Sunday, August 4, 2013

Try and ... get over it

In informal English, we often use idiomatic expressions with and instead of the infinitive marker to, when linking certain verbs with a following infinitive:
  • Come over here and look at these lovely flowers.
  • I'll just go and get something to write with.
  • Run and get me a tissue, will you darling?
  • Are you going to stay and have lunch with us?
  • Make sure and let us know how you get on.
  • He wants to try and find a new job.
It could be said that there is a certain logic about the first four verbs: first someone 'comes over here' and then they 'look at these lovely flowers'. Or first someone stays and then they have lunch. But we can't really say that for make sure and try.
I've already written about go and do something (link below) in answer to a post at Literal Minded, so I'd thought I'd try and have a look at try and.

I'd never realised that there was anything particularly controversial about try and until I came across a discussion on a language forum I follow, which included the following comments:
I am going to try to stop him is correct. Common usage of "try and" does not make it right.
I learned that you should always use, 'try to' rather than 'try and'. The latter has the effect of altering the infinitive.
"Try and" + verb is a colloquial use. It's acceptable in speech and informal writing. It may be part of common usage but it is not strictly correct.
"Try to" is always safe, regardless of how pedantic a grammarian is. In writing, try to use that form instead, unless the goal is to sound more informal.
At least that last one accepted the informal use of try and, but is it really true that we should avoid it in writing, I wondered.

Acceptability in writing - Part 1

So I had a quick look at a few newspaper and media websites and came up with:
"The government went so far as to try and convict a dead man for tax evasion" (New York Times editorial - Mr. Putin Tries to Crush Another Rival - July 18, 2013)
"in its biggest initiative to date to try and convince marketers to branch beyond TV advertising." - The Guardian - Mark Sweeney (staff writer) 20 June 2013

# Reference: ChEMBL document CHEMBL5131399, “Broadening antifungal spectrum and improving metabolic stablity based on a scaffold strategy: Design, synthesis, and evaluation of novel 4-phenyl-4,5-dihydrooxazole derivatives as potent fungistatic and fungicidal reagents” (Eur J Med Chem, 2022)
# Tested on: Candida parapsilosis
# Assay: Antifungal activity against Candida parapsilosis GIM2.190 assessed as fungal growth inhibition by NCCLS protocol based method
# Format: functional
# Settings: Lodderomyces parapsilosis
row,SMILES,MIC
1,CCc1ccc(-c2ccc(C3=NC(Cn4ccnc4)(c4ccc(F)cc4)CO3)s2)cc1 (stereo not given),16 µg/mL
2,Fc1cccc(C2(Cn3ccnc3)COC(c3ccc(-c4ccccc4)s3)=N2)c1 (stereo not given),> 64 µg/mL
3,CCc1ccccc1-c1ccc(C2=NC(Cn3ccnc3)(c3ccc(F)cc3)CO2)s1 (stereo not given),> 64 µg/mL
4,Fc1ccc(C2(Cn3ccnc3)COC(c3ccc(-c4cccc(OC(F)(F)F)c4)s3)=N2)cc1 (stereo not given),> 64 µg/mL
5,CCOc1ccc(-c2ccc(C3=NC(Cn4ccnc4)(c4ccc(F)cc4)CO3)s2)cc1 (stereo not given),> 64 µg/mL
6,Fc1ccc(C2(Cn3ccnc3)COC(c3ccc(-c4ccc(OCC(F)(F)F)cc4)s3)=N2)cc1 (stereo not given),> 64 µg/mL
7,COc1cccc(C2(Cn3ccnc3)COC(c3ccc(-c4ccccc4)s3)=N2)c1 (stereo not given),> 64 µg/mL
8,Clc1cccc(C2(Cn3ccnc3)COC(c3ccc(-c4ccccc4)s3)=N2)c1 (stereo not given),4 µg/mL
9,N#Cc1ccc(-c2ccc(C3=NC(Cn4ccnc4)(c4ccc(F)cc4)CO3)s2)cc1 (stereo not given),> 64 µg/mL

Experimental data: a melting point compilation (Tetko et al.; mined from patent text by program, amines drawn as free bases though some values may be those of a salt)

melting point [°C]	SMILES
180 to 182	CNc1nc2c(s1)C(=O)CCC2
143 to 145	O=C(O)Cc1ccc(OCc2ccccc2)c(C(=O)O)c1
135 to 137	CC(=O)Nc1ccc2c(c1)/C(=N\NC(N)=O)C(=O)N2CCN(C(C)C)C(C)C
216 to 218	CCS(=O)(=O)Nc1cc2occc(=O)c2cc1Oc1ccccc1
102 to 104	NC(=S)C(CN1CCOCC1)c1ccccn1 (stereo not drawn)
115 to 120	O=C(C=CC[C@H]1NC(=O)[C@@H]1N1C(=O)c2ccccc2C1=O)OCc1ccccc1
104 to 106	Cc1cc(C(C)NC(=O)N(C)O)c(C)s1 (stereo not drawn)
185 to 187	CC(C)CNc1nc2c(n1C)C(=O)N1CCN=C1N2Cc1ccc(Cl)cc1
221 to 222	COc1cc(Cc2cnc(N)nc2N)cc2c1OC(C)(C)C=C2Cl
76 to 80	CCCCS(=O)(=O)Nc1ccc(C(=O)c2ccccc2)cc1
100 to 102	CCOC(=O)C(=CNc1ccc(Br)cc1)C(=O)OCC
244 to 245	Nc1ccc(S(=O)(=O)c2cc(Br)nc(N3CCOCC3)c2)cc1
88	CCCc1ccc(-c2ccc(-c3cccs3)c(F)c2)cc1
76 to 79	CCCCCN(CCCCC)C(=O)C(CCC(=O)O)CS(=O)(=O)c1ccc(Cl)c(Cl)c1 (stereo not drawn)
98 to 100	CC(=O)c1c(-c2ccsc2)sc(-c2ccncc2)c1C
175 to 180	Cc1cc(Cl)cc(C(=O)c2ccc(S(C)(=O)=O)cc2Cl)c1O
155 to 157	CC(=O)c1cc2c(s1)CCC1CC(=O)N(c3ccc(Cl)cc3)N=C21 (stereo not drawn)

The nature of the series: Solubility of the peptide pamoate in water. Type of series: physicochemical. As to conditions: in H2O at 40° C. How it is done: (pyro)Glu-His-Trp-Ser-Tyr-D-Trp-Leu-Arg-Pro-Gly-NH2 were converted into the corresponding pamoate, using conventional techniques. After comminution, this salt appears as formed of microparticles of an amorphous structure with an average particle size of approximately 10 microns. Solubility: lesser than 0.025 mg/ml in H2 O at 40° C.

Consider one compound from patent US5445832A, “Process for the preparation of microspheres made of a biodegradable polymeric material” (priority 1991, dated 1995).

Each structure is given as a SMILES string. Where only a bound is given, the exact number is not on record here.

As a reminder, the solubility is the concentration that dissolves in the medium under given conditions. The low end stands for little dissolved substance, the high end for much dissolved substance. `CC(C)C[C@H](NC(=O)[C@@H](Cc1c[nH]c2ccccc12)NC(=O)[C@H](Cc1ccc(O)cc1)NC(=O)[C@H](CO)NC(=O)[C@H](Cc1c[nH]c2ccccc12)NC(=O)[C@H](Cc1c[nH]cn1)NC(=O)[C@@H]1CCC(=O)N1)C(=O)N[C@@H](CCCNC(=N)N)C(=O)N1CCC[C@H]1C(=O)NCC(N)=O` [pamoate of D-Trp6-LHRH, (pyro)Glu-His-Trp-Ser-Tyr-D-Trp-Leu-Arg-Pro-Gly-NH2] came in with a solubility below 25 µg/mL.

"Did the UK government use PR to try and win hearts and minds in the run up to the Iraq war? If so, how successful was this?" - from an academic essay (2011) by Tessa Humphrys (at Google Books)
"A Nene Clinical Commissioning Group (NCCG) spokeswoman said it planned to meet Labour councillors on Thursday to try and answer their concerns." - BBC News
"People who try and divide us will fail" - British leader of the opposition, Edward Miliband, quoted on BBC News
Mark Sweeney of the Guardian is being a bit naughty though, as his newspaper style guide states
try to - never "try and". As Bart Simpson put it: "I can't promise I'll try, but I'll try to try".
Meanwhile, the Economist Style Guide says rather enigmatically
To or and - To try and end the killing does not mean the same as to try to end the killing.
Enigmatic, because it doesn't actually tell us what that difference is. In a moment I'll have another look at how acceptable try and is in writing, but first I'd like to take a look at how it is used.

Most frequent uses of try and + verb

Apart from the fact that it's not difficult to find try and + verb in respectable printed sources, what interested me was that in nearly all these examples, try and follows to. It was almost as though the writers were trying to avoid a double to.
And as I wrote that last sentence I also realised that I couldn't have written - the writers were trying and avoiding a double to - it just wouldn't work.
So that got me wondering as to what were the most frequent uses of try and do, and also what were its limitations.
In A Dictionary of Modern English Usage, H.W.Fowler suggests that try and is used almost exclusively for exhortations and promises, and gives the examples
  • Do try and stop coughing
  • I will try and have it ready for you
A check at Netspeak, based I think on selected internet usage, showed that after a bare imperative, to and will are by far the most common words to precede try and, followed by and and going to and a few modals such as should. I got a similar result by doing a 'simple search' at the British National Corpus (BNC) which gave me a random fifty examples from 3900 found (compared with 8701 for try to - or 31% of the total.
NetspeakRandom 50 at BNC
try and6.1 million3
to try and2.9 million9
will try and792,0005
and try and215,0004
going to try and209,0003
Then I checked with Just the Word (based on the British National Corpus), to find out what verbs try and collocates with. Following this I checked these collocations in the BNC and compared the count for try and with the count for try to plus the same verb. These relative percentages compare with the 31% overall figure we saw before. It's noticeable that with the most popular collocation - try and get - this percentage is considerably higher.